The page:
Choosing a carbohydrate is confusing, and there are many differing views on how much and how often you can eat them – or whether to eat them at all.
The good news is that carbohydrates are not off limits for people living with diabetes.
Carbohydrates provide the body with energy in the form of glucose, but too much glucose in the blood is a problem for people with diabetes. Some people require more carbohydrates for energy, such as those that are more active, younger, male or who are trying to gain weight. Other people require less carbohydrates for energy, such as those that are less active, older, female or who are trying to lose weight.
Carbohydrates can and should be part of a healthy, balanced diet and one of the easiest – and tastiest – carbohydrates around is bread.
It is true that you need to choose wisely – not all breads are created equal – so here are a few tips and suggestions to help you choose the right loaf.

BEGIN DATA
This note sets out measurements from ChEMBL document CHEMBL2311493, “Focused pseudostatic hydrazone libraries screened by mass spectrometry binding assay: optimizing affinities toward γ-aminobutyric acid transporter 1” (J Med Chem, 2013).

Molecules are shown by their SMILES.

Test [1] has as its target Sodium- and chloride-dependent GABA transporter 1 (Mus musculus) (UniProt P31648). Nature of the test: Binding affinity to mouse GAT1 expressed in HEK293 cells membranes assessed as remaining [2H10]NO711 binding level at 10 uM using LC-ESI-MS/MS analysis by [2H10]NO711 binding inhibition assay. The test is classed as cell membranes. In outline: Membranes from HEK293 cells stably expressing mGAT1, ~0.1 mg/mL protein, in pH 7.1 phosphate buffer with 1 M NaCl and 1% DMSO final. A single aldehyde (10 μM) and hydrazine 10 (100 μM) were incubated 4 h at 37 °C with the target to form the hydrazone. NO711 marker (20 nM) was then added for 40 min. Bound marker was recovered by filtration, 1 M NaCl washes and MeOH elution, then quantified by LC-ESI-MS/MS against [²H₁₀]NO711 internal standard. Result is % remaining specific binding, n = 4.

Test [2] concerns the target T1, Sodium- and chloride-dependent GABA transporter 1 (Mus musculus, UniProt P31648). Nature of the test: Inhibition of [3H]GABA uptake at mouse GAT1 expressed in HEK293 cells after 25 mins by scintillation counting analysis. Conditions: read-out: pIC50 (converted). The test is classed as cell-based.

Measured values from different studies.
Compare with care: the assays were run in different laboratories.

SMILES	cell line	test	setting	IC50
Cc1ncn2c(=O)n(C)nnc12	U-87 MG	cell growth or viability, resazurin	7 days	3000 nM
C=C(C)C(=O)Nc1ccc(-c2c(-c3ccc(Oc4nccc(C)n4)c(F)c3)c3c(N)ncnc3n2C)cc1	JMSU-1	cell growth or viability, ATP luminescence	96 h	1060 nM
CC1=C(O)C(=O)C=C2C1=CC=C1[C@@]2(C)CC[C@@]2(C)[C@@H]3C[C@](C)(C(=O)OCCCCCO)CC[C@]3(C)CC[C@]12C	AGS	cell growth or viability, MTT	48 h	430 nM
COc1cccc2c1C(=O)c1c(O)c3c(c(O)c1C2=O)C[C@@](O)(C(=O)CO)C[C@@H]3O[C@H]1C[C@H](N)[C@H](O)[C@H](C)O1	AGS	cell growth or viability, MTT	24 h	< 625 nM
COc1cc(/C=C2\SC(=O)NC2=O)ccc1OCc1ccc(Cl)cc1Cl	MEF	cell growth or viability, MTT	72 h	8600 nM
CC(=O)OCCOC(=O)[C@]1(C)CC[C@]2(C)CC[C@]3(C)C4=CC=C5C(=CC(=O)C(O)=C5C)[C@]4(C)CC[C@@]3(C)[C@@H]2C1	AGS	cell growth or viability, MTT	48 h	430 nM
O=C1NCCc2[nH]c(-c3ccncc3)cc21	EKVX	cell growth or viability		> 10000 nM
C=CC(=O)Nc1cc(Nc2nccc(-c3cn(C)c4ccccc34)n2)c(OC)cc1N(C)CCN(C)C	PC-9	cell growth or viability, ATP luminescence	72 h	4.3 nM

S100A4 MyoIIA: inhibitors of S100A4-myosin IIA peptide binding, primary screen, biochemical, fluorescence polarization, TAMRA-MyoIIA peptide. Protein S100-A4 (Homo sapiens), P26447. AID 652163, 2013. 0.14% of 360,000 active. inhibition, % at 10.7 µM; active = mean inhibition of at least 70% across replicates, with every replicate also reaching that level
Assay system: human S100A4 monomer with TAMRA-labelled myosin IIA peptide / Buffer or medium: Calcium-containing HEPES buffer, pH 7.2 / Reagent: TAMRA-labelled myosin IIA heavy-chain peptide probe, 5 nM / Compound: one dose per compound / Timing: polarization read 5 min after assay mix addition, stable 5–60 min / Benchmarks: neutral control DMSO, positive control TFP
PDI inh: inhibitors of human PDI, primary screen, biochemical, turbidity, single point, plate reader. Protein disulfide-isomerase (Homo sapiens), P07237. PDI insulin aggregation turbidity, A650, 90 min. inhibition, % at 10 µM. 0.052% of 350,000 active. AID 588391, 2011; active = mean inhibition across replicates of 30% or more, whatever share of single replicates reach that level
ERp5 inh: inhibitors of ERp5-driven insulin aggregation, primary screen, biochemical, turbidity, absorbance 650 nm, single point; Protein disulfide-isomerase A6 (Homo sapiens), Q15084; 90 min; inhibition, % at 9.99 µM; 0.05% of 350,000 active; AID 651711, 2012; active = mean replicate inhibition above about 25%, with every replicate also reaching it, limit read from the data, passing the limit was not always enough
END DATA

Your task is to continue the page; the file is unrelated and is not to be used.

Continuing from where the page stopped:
- Choose a bread that is high in dietary fibre. Look for one that has at least 5 grams of fibre per 100 grams.
- Choose a bread that is low on the glycaemic index (GI) scale, that is has a score of 55 or less.
- Choose a wholegrain bread. These breads have whole grains and sometimes seeds added to wholemeal flour. Don’t be fooled by multigrain breads as sometimes these are just white bread with grains thrown in – always read the label.
- Watch out for wraps and flatbreads – just because they are flat doesn’t mean they are healthier. Some wraps have four times the carbohydrates than a regular slice of bread.
Some options you might like to consider include Tip Top 9 Grain, Helga’s Wholemeal Grain, Abbott’s Grainy Wholemeal and Burgen Soya & Linseed.
So how much bread can you eat if you are living with diabetes? There is no easy answer to that question!
We suggest a small to moderate amount of carbohydrate food be eaten over the day. This may be in the form of bread or it may be another type of carbohydrate, such as cereals, potato, corn, rice, pasta, noodles, fruit, milk or yoghurt.
You could have bread three times a day if you had, for example two pieces of toast for breakfast, a sandwich for lunch and a bread roll with meat and salad for dinner.
On other days, you may not eat any bread at all because you prefer to eat other sources of carbohydrate instead. The table below shows some different options for how you could have some carbohydrate containing food at each meal.
|Day 1||Day 2||Day 3|
|Breakfast||Toast||Cereal & milk||Fruit & yoghurt|
|Dinner||Bread roll||Roast with potato||Pasta meal|